34   ESSENTIAL UTILITIES, INC. 2023 PROXY STATEMENT

 
 

Corporate Governance

 

Other Governance Policies and Practices

 

Other Governance Policies and Practices

Clawback Policy

In accordance with recent Securities and Exchange Commission and New York Stock Exchange announcements, on February 22, 2023, the Company’s Board of Directors unanimously adopted a Compensation Recoupment Policy. Among other items, this Clawback Policy covers the Company’s ability to recoup compensation in the event of a restatement, regardless of whether the Section 16 Officer was at fault or not, and is intended to be fully compliant with all requirements of the Securities and Exchange Commission and the New York Stock Exchange.

Anti-Hedging and Anti-Pledging Policy

We believe issuing incentive and compensatory equity awards to our directors and named executive officers along with our stock ownership guidelines help align their interests with our shareholders. As part of our insider trading policy, we prohibit all directors and employees from engaging in hedging or pledging activities with respect to any owned shares or outstanding equity awards. The policy specifically prohibits all insiders from engaging in any short sales of the Company’s securities, buying or selling puts, calls or other derivative securities relating to the Company’s securities, or pledging the Company’s securities as collateral for a loan. None of our directors or named executive officers engaged in any hedging or pledging activities with respect to the Company stock during 2022.

Equal Employment Opportunity and Anti-Harassment Policy

The Equal Employment Opportunity and Anti-Harassment Policy provides that all employees are entitled to a work environment in which they are treated with dignity and respect and that is free of harassment and discrimination of any kind, including emotional, physical and sexual harassment.

Essential Utilities will not tolerate any form of harassment on the job by managers, other employees, or by non-employees, such as customers, vendors or contractors. The policy clearly defines harassment as including verbal comments that are offensive or unwelcome regarding a person’s national origin, race, color, religion, gender, sexual orientation, age, body, disability or appearance, including epithets, slurs and negative stereotyping and nonverbal harassment to include distribution, display or discussion of any written or graphic material that ridicules, denigrates, insults, belittles or shows hostility, aversion or disrespect toward an individual or group because of national origin, race, color, religion, age, gender, sexual orientation, pregnancy, appearance, disability, sexual identity, marital status or other protected status.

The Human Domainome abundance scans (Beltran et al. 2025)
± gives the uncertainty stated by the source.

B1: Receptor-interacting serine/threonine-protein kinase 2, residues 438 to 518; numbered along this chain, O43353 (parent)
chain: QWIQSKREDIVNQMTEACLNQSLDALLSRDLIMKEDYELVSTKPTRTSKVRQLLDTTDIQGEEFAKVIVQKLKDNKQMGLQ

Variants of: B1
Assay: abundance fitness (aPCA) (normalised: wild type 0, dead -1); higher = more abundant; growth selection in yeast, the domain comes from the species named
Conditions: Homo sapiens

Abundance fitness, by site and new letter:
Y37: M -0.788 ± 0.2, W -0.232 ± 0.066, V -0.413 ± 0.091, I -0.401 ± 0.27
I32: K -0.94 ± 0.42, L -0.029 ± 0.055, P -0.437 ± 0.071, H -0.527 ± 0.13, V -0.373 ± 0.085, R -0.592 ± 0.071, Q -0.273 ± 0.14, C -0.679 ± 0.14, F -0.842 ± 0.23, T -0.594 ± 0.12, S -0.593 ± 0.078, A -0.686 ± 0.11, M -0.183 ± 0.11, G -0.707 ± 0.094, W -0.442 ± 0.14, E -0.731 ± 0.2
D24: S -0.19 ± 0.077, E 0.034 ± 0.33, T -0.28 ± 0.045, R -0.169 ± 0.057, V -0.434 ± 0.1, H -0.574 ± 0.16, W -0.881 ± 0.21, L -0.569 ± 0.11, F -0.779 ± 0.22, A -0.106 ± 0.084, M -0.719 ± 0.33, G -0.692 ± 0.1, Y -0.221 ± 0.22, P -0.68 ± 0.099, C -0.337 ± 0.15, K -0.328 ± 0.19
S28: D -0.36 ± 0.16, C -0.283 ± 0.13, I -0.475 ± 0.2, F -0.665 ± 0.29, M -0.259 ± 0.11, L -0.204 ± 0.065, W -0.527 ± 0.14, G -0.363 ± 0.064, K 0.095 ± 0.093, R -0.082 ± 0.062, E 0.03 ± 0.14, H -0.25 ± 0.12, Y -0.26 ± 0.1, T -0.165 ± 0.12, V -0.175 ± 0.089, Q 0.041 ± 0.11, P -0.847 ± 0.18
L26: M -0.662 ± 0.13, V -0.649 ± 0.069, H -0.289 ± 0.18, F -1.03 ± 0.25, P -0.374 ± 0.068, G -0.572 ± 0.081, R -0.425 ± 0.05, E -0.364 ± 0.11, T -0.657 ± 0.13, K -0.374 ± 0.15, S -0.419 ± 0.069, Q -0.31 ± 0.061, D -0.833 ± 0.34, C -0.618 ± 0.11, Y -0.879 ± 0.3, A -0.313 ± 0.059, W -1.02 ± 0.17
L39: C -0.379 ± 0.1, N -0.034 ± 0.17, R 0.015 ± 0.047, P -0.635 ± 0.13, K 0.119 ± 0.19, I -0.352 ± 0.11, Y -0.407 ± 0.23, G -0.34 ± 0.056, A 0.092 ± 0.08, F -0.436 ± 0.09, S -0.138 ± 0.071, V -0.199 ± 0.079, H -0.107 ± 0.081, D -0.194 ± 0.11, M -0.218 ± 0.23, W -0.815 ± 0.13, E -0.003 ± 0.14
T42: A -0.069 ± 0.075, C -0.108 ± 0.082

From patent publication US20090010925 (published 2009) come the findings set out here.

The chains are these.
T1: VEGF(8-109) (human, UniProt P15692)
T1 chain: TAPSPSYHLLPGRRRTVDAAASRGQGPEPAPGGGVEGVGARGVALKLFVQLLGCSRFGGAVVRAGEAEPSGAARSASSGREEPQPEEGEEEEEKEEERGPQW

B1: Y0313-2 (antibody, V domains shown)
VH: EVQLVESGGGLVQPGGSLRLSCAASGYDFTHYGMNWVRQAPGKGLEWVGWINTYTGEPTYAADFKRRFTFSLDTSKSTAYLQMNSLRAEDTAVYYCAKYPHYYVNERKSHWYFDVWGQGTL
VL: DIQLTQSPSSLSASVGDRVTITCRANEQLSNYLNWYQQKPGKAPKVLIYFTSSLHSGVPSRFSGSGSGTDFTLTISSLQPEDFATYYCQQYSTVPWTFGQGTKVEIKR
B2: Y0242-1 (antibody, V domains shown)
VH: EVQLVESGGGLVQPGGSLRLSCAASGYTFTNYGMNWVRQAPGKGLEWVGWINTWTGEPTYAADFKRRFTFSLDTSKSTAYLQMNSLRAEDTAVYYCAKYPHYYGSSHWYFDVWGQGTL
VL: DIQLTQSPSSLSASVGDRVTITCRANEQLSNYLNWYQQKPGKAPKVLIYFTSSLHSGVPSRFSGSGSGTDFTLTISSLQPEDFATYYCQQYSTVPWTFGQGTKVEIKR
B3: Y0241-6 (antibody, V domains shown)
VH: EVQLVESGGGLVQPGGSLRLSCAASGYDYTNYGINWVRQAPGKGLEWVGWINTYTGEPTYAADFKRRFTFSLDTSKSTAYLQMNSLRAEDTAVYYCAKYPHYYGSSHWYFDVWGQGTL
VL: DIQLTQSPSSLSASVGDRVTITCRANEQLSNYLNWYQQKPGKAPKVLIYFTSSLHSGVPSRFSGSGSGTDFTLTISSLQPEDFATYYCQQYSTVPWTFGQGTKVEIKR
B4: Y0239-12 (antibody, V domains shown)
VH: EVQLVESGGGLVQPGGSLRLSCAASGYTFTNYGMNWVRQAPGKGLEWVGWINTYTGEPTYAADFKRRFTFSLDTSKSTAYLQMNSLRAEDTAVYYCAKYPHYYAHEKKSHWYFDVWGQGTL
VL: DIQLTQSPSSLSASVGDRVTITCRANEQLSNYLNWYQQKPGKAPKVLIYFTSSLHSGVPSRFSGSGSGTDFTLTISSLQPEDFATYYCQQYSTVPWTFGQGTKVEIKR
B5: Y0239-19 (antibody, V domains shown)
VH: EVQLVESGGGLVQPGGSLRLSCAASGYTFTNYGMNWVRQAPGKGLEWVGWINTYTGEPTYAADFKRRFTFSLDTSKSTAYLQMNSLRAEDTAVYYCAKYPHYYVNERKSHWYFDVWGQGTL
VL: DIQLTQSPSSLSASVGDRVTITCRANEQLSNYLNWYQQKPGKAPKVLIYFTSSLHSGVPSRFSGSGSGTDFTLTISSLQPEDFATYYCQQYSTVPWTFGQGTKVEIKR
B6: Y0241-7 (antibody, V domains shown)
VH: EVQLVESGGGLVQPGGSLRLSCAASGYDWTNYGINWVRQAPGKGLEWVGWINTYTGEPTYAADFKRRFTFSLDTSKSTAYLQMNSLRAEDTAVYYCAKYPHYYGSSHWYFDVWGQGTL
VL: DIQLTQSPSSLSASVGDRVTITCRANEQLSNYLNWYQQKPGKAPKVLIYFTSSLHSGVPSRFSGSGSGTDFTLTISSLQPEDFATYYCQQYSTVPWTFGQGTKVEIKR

Human Rights Policy

The Board of Directors is responsible for overseeing human rights risk management. In 2019, it enacted a Human Rights Policy that underscores the Company’s commitment to conducting business in a way that minimizes the adverse effects our operations may have on people and the communities that we serve. At a minimum, the Company and its vendors will:

•   make efforts to avoid causing or contributing to human rights violations;

   mitigate and/or remediate adverse human rights impacts of our operations where possible;

 

  prohibit the use of child labor, forced labor, or human trafficking; and

  be transparent in our efforts, successes and challenges.

 

The Human Rights Policy and the Equal Employment Opportunity and Anti-Harassment Policy demonstrate that the Company is committed to providing all of its employees with a work environment in which they are treated with dignity and respect and that is free of harassment of any kind, and affirmatively commit the Company to making efforts to avoid causing or contributing to human rights violations. Copies of these policies can be found at www.Essential.co/investor-relations or at ESG.Essential.co.

Related Person Transactions

The Board has a written policy for related person transactions to document procedures for reviewing, approving or ratifying these transactions. The policy applies to any transaction in which: (1) the Company is a participant, (2) any related person has a direct or indirect material interest, and the annual amount involved exceeds $120,000, but excludes certain types of transactions in which the related person is deemed not to have a material interest.